Saturday, May 3, 2014

Just a random update

I decided to log in today and was poking around at my traffic statistics for this blog. In the past month, there have been 300 page views. It's not a lot, but it's also a non-zero value. It's interesting to see that I still get hits from my RogueBasin profile and random Google searches.

In case anyone was wondering, CyberpunkRL is no longer maintained. I'd release the source, but it's really not something I'm proud of. In the nearly 4 years since CPRL originally appeared here, a lot has happened. I finished my computer science degree in 2012 and I'm approaching 2 years of professional experience in software engineering. In career terms, that's nothing, but in just that short period of time, I have felt an immense improvement in my overall skill level.

Nearly everything I did on CPRL was self-taught. I would blow off homework assignments to stay up late reading articles on roguelike development and C# programming. Looking back, my work on CPRL was cute in its naivety. I would just open up my IDE and hack away until things worked while scratching off tasks on a very messy paper todo list. If I broke something, it meant a late night of debugging. I didn't design things. I didn't use version control. It was frustrating, but it was also very fun and rewarding

These days, I find it difficult to get back into hobby game development. I work on enterprise software all day and there's a lot of process involved in getting something into the code base. There are so many aspects to development I didn't even know existed when I worked on CPRL. I love what I do, but it's changed me. It almost hurts me to start writing code without a JIRA issue, a design, a class diagram, and unit tests. This adds a lot of overhead.

I haven't given up on game development as a hobby, but I have a lot less time, energy, and motivation. CPRL will forever be one of my dream projects, and it has been reincarnated in so many different forms, I have lost track of how many times I've restarted it with a fresh take on the concept.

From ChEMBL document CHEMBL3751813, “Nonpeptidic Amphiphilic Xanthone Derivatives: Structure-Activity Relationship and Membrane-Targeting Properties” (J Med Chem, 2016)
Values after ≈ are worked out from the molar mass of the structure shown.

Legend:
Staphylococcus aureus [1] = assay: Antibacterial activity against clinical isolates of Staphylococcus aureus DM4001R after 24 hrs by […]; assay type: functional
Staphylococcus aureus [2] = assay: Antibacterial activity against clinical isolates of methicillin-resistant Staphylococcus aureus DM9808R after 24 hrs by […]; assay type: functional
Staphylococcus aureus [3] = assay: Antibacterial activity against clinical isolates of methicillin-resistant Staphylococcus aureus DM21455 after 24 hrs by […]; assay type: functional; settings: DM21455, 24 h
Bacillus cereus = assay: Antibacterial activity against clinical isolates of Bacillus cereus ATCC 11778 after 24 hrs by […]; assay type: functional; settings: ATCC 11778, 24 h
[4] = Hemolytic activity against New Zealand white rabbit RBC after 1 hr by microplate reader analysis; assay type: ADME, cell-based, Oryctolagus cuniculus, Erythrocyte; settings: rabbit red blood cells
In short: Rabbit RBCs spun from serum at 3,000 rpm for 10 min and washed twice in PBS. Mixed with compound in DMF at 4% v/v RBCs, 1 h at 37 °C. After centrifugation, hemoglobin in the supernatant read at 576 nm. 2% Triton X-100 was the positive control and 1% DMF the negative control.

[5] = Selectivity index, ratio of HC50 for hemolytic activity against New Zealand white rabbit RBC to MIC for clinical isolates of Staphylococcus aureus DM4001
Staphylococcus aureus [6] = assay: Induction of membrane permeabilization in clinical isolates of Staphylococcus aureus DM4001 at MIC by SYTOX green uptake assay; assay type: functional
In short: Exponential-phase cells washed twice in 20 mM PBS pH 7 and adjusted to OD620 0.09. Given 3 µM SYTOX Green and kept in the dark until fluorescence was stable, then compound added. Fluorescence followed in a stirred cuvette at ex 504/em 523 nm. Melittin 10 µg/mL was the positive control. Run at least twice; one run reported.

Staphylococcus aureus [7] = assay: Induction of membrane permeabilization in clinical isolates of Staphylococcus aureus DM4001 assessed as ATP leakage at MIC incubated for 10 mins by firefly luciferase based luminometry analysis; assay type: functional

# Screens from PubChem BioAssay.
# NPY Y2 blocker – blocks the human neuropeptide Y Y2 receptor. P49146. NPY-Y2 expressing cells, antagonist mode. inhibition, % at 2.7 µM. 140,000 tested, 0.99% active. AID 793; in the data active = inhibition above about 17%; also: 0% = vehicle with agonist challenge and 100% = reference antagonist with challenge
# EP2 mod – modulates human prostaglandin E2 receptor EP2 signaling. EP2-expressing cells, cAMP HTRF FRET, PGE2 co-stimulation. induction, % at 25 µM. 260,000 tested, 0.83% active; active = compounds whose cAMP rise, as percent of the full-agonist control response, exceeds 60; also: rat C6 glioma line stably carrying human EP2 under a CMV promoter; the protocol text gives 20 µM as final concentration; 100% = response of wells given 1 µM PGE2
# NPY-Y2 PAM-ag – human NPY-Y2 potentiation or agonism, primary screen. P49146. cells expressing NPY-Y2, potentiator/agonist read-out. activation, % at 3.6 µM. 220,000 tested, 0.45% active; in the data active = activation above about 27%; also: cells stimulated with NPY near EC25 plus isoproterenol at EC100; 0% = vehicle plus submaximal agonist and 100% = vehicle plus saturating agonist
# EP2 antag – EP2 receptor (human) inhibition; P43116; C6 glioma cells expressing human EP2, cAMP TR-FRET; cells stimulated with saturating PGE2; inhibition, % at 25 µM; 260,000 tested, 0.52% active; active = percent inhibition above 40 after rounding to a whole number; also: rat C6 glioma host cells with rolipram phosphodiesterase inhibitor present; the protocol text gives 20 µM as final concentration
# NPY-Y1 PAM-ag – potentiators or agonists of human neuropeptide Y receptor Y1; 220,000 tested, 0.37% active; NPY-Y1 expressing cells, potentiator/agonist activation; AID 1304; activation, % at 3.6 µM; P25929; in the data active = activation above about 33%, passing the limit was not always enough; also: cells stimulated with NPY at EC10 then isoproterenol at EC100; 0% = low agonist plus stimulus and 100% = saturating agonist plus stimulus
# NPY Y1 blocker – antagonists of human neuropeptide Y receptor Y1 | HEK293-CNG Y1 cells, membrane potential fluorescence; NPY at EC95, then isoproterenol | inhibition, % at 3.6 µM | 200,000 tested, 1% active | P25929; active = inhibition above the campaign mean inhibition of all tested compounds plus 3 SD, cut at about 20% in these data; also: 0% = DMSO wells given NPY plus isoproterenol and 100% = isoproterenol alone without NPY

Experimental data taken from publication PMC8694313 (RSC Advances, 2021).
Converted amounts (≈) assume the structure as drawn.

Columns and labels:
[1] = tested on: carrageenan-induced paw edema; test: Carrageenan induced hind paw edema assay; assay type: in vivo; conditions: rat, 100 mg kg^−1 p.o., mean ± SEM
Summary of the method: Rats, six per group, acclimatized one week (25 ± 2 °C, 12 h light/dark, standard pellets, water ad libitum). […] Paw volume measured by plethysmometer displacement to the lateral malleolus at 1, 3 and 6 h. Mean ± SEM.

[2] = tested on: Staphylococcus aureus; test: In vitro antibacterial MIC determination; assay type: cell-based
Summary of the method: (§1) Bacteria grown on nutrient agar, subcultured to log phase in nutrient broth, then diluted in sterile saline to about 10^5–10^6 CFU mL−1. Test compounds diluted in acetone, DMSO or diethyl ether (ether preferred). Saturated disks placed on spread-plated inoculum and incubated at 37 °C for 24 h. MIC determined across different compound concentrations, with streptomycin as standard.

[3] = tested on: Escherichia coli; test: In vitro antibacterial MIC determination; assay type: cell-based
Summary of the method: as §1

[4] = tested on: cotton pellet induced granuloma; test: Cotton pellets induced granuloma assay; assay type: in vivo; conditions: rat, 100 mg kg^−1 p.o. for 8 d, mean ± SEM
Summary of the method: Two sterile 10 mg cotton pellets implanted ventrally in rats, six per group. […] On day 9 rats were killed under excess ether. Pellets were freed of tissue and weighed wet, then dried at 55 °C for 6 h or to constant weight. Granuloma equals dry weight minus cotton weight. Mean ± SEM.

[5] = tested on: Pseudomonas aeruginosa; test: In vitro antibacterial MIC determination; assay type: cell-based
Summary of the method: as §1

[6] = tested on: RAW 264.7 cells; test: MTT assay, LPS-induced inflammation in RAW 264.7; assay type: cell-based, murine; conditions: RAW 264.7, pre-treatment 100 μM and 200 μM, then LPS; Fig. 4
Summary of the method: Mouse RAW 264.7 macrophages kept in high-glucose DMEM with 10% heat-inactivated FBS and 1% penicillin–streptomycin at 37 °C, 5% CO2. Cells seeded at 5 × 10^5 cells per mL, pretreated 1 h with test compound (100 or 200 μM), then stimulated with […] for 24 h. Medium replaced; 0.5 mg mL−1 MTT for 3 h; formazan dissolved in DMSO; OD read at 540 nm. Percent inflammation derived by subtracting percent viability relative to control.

One of the more recent, and more radical spiritual successors of CPRL
Nothing would make me happier than to eventually release a solid, fun cyberpunk themed roguelike game, but sometimes my perfectionism, work life, and personal life get in the way. Just know that at any give time, I probably am working on some re-imagining of it so maybe some day you will get to play CyberpunkRL. Who knows?

Thursday, June 28, 2012

SuperSerial

I apparently have some sort of obsession with writing parsers, as I've already written like 5 different variations for CPRL alone. After many iterations, I've designed a data file solution that will hopefully be good enough to use for the game as well as other projects. It is an open source serialization library called SuperSerial, that will hopefully make my life much easier when I finally get around to working on game stuff again. It's not quite finished yet, but I don't expect it to take much longer to get into a usable state.

My next order of business will probably be to work on the graphical engine some more in order to optimize it and add features. After that, I'll get back to game stuff.

I haven't been working on personal projects much lately because I have an internship this summer. After spending 8 hours looking at Java, I don't have much desire left to program at the end of the day. Fear not. I will never abandon CPRL. It may take a decade or two, but this damn game WILL get finished.

Monday, April 30, 2012

Character sprite

After putting it off for as long as possible, I finally decided to try my hand at a character sprite.

Here's a mockup of what it might look like in-game. Each piece of equipment is a separate sprite so it can be layered in-game based on what a character has equipped.
Roy Batty (right) faces off against a Tyrell Corporation executive and his two hired guns.